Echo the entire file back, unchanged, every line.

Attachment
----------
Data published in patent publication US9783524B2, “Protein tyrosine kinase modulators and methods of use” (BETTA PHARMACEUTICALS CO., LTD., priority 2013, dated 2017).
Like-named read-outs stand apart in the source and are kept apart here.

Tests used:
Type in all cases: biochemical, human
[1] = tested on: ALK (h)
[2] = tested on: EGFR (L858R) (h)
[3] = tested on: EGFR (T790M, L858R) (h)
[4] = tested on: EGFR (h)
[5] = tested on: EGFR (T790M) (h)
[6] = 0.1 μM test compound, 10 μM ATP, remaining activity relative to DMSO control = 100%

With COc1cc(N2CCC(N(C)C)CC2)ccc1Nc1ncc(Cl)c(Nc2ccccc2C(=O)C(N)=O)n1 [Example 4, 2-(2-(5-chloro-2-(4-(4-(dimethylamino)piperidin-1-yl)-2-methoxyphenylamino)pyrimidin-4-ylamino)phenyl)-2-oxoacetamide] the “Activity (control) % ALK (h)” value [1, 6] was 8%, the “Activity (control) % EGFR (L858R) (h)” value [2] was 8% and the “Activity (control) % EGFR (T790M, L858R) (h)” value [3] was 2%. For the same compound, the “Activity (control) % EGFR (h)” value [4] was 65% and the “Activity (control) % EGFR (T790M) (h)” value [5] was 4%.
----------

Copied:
Data published in patent publication US9783524B2, “Protein tyrosine kinase modulators and methods of use” (BETTA PHARMACEUTICALS CO., LTD., priority 2013, dated 2017).
Like-named read-outs stand apart in the source and are kept apart here.

Tests used:
Type in all cases: biochemical, human
[1] = tested on: ALK (h)
[2] = tested on: EGFR (L858R) (h)
[3] = tested on: EGFR (T790M, L858R) (h)
[4] = tested on: EGFR (h)
[5] = tested on: EGFR (T790M) (h)
[6] = 0.1 μM test compound, 10 μM ATP, remaining activity relative to DMSO control = 100%

With COc1cc(N2CCC(N(C)C)CC2)ccc1Nc1ncc(Cl)c(Nc2ccccc2C(=O)C(N)=O)n1 [Example 4, 2-(2-(5-chloro-2-(4-(4-(dimethylamino)piperidin-1-yl)-2-methoxyphenylamino)pyrimidin-4-ylamino)phenyl)-2-oxoacetamide] the “Activity (control) % ALK (h)” value [1, 6] was 8%, the “Activity (control) % EGFR (L858R) (h)” value [2] was 8% and the “Activity (control) % EGFR (T790M, L858R) (h)” value [3] was 2%. For the same compound, the “Activity (control) % EGFR (h)” value [4] was 65% and the “Activity (control) % EGFR (T790M) (h)” value [5] was 4%.